Maybe I should have used the tincture first before fixing the holes.

Now lets look inside the top.

The winding knob is removed by unscrewing it counter clock wise.

Take off the single screw to remove the cap.

Four screws around the outer edges need to be removed in order to pull off the top. Flip it over and clean the inside.

The counter dial on the left can just be pulled off. There is a spring underneath it.

Turn the focus dial and note how everything moves.


The lens release button and the shutter button are not secured to anything so you can just pull them off.

View front the front showing the light path.


Clean the mirror, silvered glass, and all other things up there including the red exposure warning arm.

Put the top back on.

Clean out the front door and mechanisms.

Glue the bellows back on and put on retaining clips.

Screw on the front shutter/lens.

Put the film/focus guide back on.

I stripped off all the old leather … the front square piece has the S M logo on it so I made sure to keep it as intact as possible.

I put new leatherette on the body … I recommend  semi soft leather / leatherette as there are curves/bends in the body. I shined up the rusty chrome metal on the front which reveals the brass underneath … I did not do this for the rest of the body so I left the rust there.

Yeah the S M leather piece doesn’t exactly fit with the leatherette, but it needed to be there.

Sadly my Mamiya Six is missing two parts … one the springs holding the film/focus plate is missing and one the knobs on the bottom (to release the film spools) is also missing.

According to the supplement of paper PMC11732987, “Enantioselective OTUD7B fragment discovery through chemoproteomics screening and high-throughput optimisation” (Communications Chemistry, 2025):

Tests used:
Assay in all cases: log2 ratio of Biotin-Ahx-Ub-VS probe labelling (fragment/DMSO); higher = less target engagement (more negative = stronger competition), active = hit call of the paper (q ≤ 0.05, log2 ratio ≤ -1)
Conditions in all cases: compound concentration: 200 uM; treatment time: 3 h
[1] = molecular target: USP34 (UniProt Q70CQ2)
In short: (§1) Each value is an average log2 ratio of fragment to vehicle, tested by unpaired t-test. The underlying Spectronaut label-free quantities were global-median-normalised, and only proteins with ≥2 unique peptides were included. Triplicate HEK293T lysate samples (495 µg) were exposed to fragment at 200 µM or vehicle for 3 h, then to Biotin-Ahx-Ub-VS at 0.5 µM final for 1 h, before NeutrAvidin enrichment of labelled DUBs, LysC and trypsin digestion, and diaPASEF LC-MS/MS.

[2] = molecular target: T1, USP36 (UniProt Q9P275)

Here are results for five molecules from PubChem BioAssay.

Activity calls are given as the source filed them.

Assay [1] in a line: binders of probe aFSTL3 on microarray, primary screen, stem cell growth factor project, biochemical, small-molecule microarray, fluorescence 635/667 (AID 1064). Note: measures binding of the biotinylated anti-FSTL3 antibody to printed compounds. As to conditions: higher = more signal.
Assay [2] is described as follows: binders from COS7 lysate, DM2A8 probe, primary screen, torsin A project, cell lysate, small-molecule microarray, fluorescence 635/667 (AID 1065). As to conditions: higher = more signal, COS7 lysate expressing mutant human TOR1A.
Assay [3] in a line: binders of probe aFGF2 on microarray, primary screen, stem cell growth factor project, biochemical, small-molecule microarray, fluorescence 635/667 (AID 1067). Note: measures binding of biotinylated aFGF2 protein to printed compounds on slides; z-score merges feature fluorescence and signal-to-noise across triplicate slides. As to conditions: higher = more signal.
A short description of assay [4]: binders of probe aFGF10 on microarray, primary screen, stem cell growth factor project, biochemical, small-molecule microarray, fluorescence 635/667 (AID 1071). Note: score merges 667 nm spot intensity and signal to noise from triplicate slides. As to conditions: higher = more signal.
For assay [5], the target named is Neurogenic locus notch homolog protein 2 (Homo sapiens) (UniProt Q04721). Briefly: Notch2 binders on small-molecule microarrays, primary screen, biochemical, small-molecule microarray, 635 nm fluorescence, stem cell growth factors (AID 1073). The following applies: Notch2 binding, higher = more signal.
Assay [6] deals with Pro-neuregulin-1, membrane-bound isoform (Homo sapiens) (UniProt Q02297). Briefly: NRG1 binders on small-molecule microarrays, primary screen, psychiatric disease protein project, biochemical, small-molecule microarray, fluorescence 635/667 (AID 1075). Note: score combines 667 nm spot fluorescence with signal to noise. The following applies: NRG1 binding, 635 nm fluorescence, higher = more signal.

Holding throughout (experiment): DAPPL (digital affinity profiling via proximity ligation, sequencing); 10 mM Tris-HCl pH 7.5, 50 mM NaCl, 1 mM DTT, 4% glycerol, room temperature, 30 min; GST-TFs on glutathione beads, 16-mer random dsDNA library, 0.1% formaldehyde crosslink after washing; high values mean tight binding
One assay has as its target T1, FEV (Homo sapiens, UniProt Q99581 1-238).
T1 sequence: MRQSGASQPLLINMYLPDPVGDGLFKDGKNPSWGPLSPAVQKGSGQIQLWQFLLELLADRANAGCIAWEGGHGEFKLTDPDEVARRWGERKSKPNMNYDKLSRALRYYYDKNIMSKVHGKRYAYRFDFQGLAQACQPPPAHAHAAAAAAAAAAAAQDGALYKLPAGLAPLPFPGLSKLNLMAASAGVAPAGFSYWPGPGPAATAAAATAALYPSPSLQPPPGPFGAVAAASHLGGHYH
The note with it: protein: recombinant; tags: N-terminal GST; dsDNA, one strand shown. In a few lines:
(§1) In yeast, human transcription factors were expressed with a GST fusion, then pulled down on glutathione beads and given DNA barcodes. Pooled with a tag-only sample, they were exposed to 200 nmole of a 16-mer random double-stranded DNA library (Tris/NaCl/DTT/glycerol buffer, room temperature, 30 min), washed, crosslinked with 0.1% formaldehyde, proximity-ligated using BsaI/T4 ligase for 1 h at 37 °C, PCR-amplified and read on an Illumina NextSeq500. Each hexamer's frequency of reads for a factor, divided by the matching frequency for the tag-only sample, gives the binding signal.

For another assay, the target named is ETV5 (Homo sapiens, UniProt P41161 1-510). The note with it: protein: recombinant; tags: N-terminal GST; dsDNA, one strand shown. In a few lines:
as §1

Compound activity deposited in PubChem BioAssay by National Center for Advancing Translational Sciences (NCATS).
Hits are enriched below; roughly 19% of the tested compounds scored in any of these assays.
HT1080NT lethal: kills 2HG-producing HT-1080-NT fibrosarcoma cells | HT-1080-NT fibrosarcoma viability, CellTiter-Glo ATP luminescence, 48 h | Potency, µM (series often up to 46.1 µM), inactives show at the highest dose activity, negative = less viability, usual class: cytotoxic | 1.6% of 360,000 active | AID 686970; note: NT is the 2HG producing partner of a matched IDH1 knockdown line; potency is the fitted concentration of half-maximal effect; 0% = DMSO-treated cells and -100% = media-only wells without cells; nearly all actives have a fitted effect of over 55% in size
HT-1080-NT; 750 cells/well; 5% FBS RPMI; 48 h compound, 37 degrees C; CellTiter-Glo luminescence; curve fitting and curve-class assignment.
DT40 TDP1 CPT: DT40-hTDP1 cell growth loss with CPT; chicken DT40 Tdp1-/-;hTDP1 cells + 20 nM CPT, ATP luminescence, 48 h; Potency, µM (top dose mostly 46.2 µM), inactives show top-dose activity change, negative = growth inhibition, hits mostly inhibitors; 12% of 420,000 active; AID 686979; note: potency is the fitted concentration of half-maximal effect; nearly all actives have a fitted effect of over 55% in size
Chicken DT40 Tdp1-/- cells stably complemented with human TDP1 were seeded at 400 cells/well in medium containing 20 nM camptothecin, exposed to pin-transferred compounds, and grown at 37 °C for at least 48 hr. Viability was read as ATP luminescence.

I figure I can make a spring but the knob is something I cannot reproduce.

Time to find a parts camera to complete it.


Let’s talk about S&M … I mean Mamiya


Mamiya Koki Seisakusho (Mamiya Optical Works) was founded by businessman Tsunejiro Sugawara and engineer Seiichi Mamiya in 1940. The S M company logo was designed by students from the Japan Fine Arts School … which is still the same used today.

The first camera they produced was a folding medium format with an odd focusing mechanism … the lens did not move … the film plane does!!! Another oddity was the fact that this was the only camera they made for the first 8 years. They started producing their own shutters and lenses in 1947 and added new products like a TLR, submini and 35mm SLRs. In 1950 the Sekor lens name appeared. In 1957 they looked outside the box again and made a 35mm rangefinder with interchangeable backs (the Magazine 35) and an interchangeable lens TLR, (the Mamiyaflex C).

Mamiya would continue their modern camera line primarily with medium format. Mamiya Op Co was transferred from Mamiya-OP to Mamiya Digital Imaging Co. Mamiya-OP makes industrial and electronic devices and other things like golf clubs. Mamiya Digital Imaging is the current photographic company using the name.


The Mamiya SIX type III folding rangefinder


I cannot resist medium format folders … and this one is really cool. This has a coupled rangefinder using 6×6 film format.

The focusing is done by moving the film plane, instead of the lens.

About 13 versions of the Six/6 were made. This type III introduced in 1942 and was made throughout WWII and later. My Six is a pre-war version.

It has a K.O.L. Sola Special Anastigmat 7.5cm f/3.5 lens and NKS Tokio shutter.

The one that I just got needs a LOT of cleaning and it appears the focusing mechanism needs repair … I think there is even mold growing on the leather bellows !! Looking over the camera and especially the screws, it appears that this one has been taken apart before.